Merlin tradition

 

 

Merlin is more title, than a name.

 

'The Merlin' (as in "The Merlin of Britain") therefore indicates a living tradition, the title to a lineage of spiritual sages. Merlin, the figure usually understood as the wizard-prophet to King Arthur, belongs to this ancient lineage, as does the Irish figure of Columba and other accomplished persons down the ages, not all of them known by name. 

 

 

Merlin energy is green, masculine, and concerns itself with the alchemy of inner transformation. It works in service to the feminine energy of the earth. Known by the priesthood of Atlantis, it passed to the Druids of the West. It is a western tradition, the sap of the Green Man. It flows from the deity of the woods, known as Cernunnos (KER-noo-nos) by the Gauls, and in Old Irish literature as Uindos, Herne (Hermes), Hu Gadarn, and Hesus (Jesus). He is known as the most ancient and powerful Celtic deity, called the “lord of wild and all things” and "wild god of the forest." In short, his is a propensity for wildness and chaos (re-ordering), an energy that breaks up over-rationality and excessive control. Crazy Wisdom. His sons were said to be Teutates, Esus and Taranis who are sometimes referred to as his doubles.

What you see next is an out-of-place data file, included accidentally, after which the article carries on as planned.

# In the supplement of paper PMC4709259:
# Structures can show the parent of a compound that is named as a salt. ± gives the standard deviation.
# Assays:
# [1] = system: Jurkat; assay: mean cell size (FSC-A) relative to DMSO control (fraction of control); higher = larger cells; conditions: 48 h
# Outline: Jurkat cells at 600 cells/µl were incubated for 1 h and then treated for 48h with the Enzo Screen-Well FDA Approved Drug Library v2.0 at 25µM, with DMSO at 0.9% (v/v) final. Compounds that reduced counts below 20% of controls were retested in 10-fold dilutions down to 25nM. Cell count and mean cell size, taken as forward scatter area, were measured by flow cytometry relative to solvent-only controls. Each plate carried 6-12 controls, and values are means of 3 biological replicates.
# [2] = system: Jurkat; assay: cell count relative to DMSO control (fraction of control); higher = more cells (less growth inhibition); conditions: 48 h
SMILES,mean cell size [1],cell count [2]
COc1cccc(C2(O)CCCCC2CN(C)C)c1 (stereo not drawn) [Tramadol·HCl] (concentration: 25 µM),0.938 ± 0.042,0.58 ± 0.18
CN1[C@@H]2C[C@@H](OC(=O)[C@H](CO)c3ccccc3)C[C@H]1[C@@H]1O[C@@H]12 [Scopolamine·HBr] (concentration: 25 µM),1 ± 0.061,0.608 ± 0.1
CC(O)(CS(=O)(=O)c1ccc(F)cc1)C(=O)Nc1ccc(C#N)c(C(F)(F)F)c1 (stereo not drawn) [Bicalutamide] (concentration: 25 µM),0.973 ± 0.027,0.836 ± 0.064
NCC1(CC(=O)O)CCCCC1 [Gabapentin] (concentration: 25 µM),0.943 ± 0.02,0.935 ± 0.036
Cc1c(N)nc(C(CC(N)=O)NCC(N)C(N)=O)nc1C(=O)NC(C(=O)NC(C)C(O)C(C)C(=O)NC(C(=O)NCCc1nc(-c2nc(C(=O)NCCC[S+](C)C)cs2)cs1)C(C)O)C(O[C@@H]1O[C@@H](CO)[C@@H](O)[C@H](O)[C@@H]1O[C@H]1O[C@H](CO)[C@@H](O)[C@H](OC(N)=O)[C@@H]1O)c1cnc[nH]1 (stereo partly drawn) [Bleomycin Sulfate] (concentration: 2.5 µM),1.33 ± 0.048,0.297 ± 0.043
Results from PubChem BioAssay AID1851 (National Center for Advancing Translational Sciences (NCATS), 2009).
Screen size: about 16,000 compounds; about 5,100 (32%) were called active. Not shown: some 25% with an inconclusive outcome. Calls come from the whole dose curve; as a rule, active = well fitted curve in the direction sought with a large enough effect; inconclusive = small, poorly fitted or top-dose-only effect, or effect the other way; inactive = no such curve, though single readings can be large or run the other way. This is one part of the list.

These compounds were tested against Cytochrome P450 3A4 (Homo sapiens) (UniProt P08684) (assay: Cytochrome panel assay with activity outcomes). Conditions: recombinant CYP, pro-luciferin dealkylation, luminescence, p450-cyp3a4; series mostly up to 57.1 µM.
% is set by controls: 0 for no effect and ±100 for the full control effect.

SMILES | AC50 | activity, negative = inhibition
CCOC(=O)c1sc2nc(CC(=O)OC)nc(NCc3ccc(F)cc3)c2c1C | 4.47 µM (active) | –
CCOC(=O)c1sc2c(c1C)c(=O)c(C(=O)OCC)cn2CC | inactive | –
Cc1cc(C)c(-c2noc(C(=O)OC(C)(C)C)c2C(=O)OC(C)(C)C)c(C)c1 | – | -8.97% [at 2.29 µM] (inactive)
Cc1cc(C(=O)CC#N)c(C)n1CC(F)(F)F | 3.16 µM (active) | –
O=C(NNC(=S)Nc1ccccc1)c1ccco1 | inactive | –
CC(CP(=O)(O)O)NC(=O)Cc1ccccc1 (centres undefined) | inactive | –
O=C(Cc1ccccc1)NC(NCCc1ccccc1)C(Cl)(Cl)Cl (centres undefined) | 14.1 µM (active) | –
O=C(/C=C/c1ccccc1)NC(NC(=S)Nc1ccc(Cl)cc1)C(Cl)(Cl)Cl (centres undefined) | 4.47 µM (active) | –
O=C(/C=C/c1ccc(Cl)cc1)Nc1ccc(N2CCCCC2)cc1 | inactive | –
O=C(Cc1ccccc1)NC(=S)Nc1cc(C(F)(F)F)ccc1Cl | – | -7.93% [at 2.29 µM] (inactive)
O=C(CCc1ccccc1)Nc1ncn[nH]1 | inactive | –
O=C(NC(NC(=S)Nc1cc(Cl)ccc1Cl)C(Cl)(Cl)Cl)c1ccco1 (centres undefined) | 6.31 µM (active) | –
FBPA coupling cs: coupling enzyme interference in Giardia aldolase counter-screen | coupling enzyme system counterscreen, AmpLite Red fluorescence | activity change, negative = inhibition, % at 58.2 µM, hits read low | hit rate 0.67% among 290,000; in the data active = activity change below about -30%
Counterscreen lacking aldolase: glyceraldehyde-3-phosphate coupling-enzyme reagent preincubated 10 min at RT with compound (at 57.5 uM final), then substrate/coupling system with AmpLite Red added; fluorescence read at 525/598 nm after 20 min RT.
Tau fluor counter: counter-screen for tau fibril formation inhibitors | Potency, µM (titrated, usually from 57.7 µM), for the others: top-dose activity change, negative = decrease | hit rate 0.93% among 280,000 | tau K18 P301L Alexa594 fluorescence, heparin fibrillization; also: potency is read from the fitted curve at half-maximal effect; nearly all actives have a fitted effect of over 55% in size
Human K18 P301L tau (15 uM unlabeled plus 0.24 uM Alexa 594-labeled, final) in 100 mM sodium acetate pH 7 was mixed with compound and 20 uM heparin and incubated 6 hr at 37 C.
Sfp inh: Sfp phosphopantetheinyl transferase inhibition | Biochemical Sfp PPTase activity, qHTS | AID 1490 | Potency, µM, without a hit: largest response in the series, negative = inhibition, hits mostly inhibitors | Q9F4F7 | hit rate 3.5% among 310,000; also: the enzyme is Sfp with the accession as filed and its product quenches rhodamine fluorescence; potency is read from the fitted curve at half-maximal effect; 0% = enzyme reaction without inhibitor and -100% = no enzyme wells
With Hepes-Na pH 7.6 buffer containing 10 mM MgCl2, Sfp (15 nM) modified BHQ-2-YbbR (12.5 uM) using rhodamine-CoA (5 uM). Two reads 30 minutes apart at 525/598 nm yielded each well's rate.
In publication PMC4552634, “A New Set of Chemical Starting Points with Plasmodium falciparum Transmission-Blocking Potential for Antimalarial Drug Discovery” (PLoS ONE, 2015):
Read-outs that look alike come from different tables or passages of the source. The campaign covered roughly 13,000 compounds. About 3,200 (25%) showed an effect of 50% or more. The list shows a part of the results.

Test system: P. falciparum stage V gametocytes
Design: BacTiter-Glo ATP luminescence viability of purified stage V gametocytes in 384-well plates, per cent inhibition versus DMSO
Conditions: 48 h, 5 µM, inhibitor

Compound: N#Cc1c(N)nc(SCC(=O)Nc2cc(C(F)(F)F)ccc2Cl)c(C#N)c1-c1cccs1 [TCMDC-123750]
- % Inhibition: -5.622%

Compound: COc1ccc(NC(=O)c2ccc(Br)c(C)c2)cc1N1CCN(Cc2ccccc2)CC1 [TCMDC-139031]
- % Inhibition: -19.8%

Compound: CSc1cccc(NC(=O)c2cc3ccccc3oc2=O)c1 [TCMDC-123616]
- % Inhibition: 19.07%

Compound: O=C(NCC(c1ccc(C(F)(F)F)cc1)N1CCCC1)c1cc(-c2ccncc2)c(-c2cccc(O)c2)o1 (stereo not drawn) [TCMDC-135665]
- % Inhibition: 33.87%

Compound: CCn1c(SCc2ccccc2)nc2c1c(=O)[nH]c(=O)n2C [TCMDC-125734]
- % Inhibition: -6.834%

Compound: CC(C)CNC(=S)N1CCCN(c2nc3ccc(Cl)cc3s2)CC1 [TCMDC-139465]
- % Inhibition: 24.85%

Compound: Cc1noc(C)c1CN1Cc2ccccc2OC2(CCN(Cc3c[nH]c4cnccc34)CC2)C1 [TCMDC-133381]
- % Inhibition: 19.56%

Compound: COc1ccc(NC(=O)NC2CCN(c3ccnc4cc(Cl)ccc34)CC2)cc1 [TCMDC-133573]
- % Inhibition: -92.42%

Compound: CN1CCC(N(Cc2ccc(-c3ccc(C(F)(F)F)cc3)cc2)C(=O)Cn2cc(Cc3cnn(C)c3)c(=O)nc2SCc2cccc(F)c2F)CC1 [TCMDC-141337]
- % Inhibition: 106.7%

Cernunnos is actually a very gentle deity, with a deep and tender care for the forest and all its inhabitants. He is more a Lover and Protector, than a Fighter. Cernunnos shows traits and symbols in common with the patron god of healers and magicians known as Hermes or Hermes Psychopomp (conductor of souls), the title given to the Lord of Death (whom the Celts recognized as Cernunnos) in his union with his consort, the Lady of Life.